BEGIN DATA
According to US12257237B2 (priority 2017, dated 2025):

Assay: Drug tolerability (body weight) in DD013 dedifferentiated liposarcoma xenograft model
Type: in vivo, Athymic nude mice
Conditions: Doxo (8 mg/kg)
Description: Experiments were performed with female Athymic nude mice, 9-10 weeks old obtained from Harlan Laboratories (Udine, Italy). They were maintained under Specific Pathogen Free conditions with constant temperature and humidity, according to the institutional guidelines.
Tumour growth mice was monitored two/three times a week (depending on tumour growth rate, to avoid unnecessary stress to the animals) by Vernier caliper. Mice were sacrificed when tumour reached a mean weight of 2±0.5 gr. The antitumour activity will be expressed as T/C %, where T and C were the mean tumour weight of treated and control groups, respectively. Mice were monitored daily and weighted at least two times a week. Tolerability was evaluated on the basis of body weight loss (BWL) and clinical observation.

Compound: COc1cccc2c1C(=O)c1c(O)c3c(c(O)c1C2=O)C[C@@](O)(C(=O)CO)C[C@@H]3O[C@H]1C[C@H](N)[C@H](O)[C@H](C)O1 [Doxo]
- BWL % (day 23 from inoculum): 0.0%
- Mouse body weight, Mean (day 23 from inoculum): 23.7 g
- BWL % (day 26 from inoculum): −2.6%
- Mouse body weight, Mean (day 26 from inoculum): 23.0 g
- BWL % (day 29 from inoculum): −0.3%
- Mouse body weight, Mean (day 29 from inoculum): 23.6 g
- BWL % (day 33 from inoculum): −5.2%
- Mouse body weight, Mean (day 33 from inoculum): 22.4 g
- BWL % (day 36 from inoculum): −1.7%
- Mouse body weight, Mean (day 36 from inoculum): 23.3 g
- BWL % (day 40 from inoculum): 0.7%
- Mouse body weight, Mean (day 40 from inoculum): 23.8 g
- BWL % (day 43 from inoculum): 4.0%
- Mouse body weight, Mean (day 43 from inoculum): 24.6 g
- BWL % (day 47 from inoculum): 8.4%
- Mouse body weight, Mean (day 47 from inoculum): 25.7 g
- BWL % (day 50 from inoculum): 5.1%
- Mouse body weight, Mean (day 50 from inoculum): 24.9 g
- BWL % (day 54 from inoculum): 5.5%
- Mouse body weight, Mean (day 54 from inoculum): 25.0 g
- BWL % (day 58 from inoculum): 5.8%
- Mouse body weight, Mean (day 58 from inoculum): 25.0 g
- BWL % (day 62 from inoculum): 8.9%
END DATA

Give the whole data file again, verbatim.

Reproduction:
According to US12257237B2 (priority 2017, dated 2025):

Assay: Drug tolerability (body weight) in DD013 dedifferentiated liposarcoma xenograft model
Type: in vivo, Athymic nude mice
Conditions: Doxo (8 mg/kg)
Description: Experiments were performed with female Athymic nude mice, 9-10 weeks old obtained from Harlan Laboratories (Udine, Italy). They were maintained under Specific Pathogen Free conditions with constant temperature and humidity, according to the institutional guidelines.
Tumour growth mice was monitored two/three times a week (depending on tumour growth rate, to avoid unnecessary stress to the animals) by Vernier caliper. Mice were sacrificed when tumour reached a mean weight of 2±0.5 gr. The antitumour activity will be expressed as T/C %, where T and C were the mean tumour weight of treated and control groups, respectively. Mice were monitored daily and weighted at least two times a week. Tolerability was evaluated on the basis of body weight loss (BWL) and clinical observation.

Compound: COc1cccc2c1C(=O)c1c(O)c3c(c(O)c1C2=O)C[C@@](O)(C(=O)CO)C[C@@H]3O[C@H]1C[C@H](N)[C@H](O)[C@H](C)O1 [Doxo]
- BWL % (day 23 from inoculum): 0.0%
- Mouse body weight, Mean (day 23 from inoculum): 23.7 g
- BWL % (day 26 from inoculum): −2.6%
- Mouse body weight, Mean (day 26 from inoculum): 23.0 g
- BWL % (day 29 from inoculum): −0.3%
- Mouse body weight, Mean (day 29 from inoculum): 23.6 g
- BWL % (day 33 from inoculum): −5.2%
- Mouse body weight, Mean (day 33 from inoculum): 22.4 g
- BWL % (day 36 from inoculum): −1.7%
- Mouse body weight, Mean (day 36 from inoculum): 23.3 g
- BWL % (day 40 from inoculum): 0.7%
- Mouse body weight, Mean (day 40 from inoculum): 23.8 g
- BWL % (day 43 from inoculum): 4.0%
- Mouse body weight, Mean (day 43 from inoculum): 24.6 g
- BWL % (day 47 from inoculum): 8.4%
- Mouse body weight, Mean (day 47 from inoculum): 25.7 g
- BWL % (day 50 from inoculum): 5.1%
- Mouse body weight, Mean (day 50 from inoculum): 24.9 g
- BWL % (day 54 from inoculum): 5.5%
- Mouse body weight, Mean (day 54 from inoculum): 25.0 g
- BWL % (day 58 from inoculum): 5.8%
- Mouse body weight, Mean (day 58 from inoculum): 25.0 g
- BWL % (day 62 from inoculum): 8.9%